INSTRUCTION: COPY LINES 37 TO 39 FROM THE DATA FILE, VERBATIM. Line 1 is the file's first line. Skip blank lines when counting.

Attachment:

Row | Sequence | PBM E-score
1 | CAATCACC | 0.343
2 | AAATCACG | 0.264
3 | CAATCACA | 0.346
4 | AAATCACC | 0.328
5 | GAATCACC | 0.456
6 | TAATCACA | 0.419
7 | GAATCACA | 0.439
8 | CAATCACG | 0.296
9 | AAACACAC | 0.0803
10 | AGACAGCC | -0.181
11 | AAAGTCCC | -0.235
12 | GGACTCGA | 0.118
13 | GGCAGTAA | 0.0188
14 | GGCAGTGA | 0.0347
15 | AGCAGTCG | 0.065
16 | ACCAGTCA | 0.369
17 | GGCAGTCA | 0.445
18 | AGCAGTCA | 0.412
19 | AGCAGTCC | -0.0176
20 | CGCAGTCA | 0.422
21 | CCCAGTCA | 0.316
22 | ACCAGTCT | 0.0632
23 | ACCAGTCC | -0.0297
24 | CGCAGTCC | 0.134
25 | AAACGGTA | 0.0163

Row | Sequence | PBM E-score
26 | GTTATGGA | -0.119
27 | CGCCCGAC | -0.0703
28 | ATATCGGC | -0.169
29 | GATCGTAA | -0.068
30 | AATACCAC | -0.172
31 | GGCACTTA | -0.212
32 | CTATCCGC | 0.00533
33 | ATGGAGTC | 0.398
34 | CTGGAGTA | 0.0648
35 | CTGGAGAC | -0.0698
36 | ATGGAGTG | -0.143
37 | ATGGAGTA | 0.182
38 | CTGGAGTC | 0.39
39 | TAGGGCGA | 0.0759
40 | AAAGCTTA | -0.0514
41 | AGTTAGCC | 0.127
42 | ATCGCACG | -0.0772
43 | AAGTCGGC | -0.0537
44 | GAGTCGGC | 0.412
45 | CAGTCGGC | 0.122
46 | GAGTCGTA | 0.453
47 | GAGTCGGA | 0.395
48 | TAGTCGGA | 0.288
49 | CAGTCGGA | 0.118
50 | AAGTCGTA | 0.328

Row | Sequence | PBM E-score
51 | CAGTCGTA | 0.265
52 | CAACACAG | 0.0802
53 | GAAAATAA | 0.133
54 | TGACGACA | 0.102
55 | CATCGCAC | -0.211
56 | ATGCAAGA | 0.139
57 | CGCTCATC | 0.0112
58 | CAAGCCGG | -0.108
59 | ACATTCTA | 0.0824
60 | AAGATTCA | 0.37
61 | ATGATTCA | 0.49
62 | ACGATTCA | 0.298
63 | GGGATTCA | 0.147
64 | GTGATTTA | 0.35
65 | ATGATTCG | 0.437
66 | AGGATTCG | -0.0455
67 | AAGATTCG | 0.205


35 | CTGGAGAC | -0.0698
36 | ATGGAGTG | -0.143
37 | ATGGAGTA | 0.182